Overview of the Nature of Criminal Law
Hypothetical: Fear, Pain and Bubble Gum
• Ike wants to join fraternity, “hell week” means “pledges” are on call at all times to provide entertainment, labor, etc.
• Pledges carry around one hardwood paddle and the favorite candy of each brother.
• Ike meets brother Constin, who asks for cherry bubble gum. Ike thought Constin liked strawberry, so Ike has to run to the store.
• Ike encounters Ed, who accompanies him to exchange his own strawberry gum for cherry.
• They enter a convenience store, but both realize they do not have money.
• Ike takes two pieces of cherry gum and heads for the door, owner yells at him to stop but he continues, effectively stealing the gum.
• Ed explains predicament to owner, who lets Ed take the gum, but still considers Ike a thief.
• Ed tries to make up for lost time by taking a shortcut, ends up stuck between two cars.
• As he pushes himself through, he slips and cuts himself badly, beginning to bleed out.
• In fear of passing out, he smashes the window of one of the cars to gain more room to get free.
• Ike makes it back to Constin, who says he is late and paddles him.
• Both civil and criminal charges are brought against the three actors. Brother Constin is charged with assault, Ike for theft and Ed for damages to the car.
• Civil claims against Constin are dismissed due to Ike consenting.
• Ike concedes liability for theft and pays what is necessary.
• Ed also concedes and pays for the car.
• What criminal liability for each, if any? (Assault, damages, theft)
Model Penal Code Notes
• Often, conduct violates both criminal and civil law.
• Have procedural characteristics different from civil law.
• Crimes prosecuted by the state rather than the victim, while civil laws have a “plaintiff” that brings the action.
• Criminal law focuses on moral blame deserving condemnation or punishment, civil liability does not.
• Criminal law punishes due to moral blameworthiness, if civil law punishes, it typically has to do with compensation or promoting the general welfare.
• Culpability Requirement – The requirement that a blameworthy or attitude or disposition be reflected in the offense elements.
• Bringing about a prohibited harm or evil is not enough for criminal liability.
• One who brings harm about by accident, for instance, lacks culpability and therefore merits no punishment.
• General, criminal law demands at least recklessness as to every offense element.
• An actor must be aware of the facts that make their conduct wrongful.
• Knowledge or Purpose – These are higher levels of culpability than recklessness, and often required.
• Negligence – this is a lower level of culpability. Actor is blameworthy for lacking (rather than possessing) an awareness of what they are doing.
• Strict Liability – No culpability is required at all – controversial.
• May be limited to mere violations, as distinguished from crimes.
• Civil liability by contrast frequently requires no culpable state of mind.
• When required, commonly only negligence need be shown.
• Many criminal codes distinguish between crimes and violations.
• A violation does not carry the same moral gravity as a crime.
• Such things as illegal parking, motor vehicle violations not considered “crimes”.
• Malum in Se – something that is wrong or evil in itself. Violates a pre-legal or social norm.
• Malum Prohibitum – something that is not wrong by nature, but wrong because the law says it is.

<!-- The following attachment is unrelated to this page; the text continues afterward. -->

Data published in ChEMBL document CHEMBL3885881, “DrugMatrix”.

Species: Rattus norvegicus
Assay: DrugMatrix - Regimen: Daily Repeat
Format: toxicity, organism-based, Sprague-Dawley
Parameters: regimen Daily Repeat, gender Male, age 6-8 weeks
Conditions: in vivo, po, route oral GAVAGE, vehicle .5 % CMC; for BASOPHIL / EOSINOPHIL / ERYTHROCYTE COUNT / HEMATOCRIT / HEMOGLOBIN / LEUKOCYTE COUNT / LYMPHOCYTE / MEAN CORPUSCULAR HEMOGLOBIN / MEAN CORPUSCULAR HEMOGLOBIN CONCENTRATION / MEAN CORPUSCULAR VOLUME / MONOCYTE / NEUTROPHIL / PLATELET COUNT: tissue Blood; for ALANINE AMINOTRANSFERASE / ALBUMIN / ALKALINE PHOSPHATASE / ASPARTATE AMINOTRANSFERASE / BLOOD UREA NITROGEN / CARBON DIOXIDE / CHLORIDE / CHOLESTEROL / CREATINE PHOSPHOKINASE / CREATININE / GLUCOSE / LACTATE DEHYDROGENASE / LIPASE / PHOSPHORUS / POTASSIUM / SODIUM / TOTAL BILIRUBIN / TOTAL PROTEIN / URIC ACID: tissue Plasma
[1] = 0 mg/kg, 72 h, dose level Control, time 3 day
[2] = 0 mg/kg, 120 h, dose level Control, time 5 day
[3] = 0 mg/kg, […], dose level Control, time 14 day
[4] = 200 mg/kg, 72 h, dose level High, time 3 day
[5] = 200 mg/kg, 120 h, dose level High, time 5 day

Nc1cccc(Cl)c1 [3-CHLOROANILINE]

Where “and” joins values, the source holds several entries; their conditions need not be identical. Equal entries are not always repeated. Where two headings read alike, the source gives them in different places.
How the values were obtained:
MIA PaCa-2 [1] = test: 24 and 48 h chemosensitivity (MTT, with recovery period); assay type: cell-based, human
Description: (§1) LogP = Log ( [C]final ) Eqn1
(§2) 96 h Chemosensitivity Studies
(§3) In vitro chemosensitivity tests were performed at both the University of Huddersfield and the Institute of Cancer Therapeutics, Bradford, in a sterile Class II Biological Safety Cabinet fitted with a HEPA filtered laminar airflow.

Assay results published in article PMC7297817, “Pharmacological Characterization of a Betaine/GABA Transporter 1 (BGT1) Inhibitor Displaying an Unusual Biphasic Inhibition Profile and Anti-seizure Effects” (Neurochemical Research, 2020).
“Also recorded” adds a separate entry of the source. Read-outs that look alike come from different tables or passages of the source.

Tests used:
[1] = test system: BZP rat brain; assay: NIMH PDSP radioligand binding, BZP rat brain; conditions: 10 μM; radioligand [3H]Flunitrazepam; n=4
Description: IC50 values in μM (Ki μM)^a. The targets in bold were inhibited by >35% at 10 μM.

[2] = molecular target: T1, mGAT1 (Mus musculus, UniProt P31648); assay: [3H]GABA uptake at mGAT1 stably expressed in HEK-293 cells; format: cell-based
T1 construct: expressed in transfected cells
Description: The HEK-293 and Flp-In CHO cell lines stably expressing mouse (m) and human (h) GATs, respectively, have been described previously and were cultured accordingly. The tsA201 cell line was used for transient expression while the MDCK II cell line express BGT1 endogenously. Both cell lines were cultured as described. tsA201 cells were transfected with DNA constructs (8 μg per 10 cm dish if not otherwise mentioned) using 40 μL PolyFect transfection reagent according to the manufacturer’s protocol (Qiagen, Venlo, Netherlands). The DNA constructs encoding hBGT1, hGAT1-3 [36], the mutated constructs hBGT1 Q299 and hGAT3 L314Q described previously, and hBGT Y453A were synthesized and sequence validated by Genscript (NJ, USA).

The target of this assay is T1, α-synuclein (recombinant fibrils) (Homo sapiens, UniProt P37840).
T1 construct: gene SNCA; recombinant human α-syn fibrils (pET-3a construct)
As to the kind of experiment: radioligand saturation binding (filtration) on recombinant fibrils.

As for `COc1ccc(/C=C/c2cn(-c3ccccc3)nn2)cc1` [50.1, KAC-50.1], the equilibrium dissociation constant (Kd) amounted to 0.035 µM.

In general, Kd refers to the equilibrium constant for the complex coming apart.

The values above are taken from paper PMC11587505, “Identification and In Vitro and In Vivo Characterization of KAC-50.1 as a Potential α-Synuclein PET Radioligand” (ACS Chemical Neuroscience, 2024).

• Malum Prohibitum is controversial and always expanding. Many jurisdictions have expanded the number and severity of malum prohibitum offenses.
• Over-extension of offenses may cause moral force of law to become diluted.
• Consent also understood different in criminal and civil law.
• Consent usually provides a complete defense to a civil action, as a plaintiff usually has no right to recover from an action they consented to.
• This is what allowed brother Constin to defend himself against the civil claim. Ike consented to the paddling.
• Consent provides a defense for a criminal charge only if it vitiates the harm or evil of the offense. If the presence of consent means it is no longer a harm, then it is a defense to criminal liability.
• This is why the store owner’s consent for Ed to take the bubblegum causes it to not be theft.
• For many criminal offenses consent is not a defense.
• Criminal assault occurs if one “purposely, knowingly, or recklessly causes bodily injury to another”. Generally a defense to assault is not allowed just because the victim consented to bodily injury.
• Criminal conduct generally seen as harm against the community, not just the individual victim.
• Causing a minor injury is an offense, even if the victim consents.
• Justification Defense – Even if culpable state of mind is shown for an offense, criminal liability is barred if the actor’s conduct is justified because it avoids a greater societal harm.
• So, Ed will have a justification defense to breaking the car window, because he was seeking to avoid the greater harm of falling unconscious due to blood loss.
• Excuse Defense – Criminal liability is also barred if surrounding circumstances or conditions render the actor blameless for committing what would otherwise be an offense. Examples would be an insane person or a person who commits an act due to coercion.
• Civil liability generally does not recognize justification or excuse defenses. This comes from criminal liability being about punishment, and civil liability being about compensation. Even an insane person (or their guardian) might have to compensate for damages under civil law.
• De Minimis Defense – Criminal law only addresses harms of sufficient seriousness.
• When an actor causes trivial harm, he may still be liable under civil law, but generally will not be charged under criminal law.